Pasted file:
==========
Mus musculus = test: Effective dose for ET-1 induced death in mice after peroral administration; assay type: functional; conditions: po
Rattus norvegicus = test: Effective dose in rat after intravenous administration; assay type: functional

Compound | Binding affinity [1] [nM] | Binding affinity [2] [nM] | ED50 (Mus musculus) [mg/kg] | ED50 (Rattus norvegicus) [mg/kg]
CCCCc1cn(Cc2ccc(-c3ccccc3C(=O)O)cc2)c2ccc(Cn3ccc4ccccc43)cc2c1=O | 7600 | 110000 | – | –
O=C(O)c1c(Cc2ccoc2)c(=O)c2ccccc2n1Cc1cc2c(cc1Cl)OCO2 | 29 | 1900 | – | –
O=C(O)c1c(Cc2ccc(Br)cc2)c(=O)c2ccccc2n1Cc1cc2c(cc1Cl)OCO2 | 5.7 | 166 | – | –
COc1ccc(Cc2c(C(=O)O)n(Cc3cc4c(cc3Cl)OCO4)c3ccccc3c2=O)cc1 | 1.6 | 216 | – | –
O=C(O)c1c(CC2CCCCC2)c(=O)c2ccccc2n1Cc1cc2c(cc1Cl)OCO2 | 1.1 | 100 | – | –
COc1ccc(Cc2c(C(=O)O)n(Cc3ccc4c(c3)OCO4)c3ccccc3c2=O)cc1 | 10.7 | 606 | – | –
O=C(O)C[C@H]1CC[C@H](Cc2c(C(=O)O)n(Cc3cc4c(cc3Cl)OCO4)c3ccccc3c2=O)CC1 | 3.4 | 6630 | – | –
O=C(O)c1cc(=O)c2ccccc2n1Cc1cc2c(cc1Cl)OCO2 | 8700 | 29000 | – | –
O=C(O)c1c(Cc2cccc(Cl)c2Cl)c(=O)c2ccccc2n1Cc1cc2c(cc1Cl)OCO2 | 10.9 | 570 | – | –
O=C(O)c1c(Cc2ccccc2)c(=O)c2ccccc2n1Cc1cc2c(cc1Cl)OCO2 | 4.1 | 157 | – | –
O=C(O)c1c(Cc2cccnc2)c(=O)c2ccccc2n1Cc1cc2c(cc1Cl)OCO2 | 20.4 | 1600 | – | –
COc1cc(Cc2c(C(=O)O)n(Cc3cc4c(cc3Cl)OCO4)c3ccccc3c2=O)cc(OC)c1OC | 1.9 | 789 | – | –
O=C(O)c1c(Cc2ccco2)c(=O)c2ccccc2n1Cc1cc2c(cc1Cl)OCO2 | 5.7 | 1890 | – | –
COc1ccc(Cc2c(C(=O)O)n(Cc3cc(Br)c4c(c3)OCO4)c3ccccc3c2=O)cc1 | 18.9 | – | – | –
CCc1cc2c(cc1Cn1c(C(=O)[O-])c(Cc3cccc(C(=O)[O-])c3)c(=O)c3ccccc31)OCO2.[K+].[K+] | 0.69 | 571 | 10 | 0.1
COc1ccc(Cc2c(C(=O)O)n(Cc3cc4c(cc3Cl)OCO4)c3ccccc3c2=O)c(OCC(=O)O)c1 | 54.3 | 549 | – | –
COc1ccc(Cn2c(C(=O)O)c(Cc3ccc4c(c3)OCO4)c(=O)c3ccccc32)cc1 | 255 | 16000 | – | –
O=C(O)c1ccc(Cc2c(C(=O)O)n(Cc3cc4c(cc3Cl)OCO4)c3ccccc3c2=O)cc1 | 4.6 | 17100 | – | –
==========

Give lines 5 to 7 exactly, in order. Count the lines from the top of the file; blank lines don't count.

O=C(O)c1c(Cc2ccoc2)c(=O)c2ccccc2n1Cc1cc2c(cc1Cl)OCO2 | 29 | 1900 | – | –
O=C(O)c1c(Cc2ccc(Br)cc2)c(=O)c2ccccc2n1Cc1cc2c(cc1Cl)OCO2 | 5.7 | 166 | – | –
COc1ccc(Cc2c(C(=O)O)n(Cc3cc4c(cc3Cl)OCO4)c3ccccc3c2=O)cc1 | 1.6 | 216 | – | –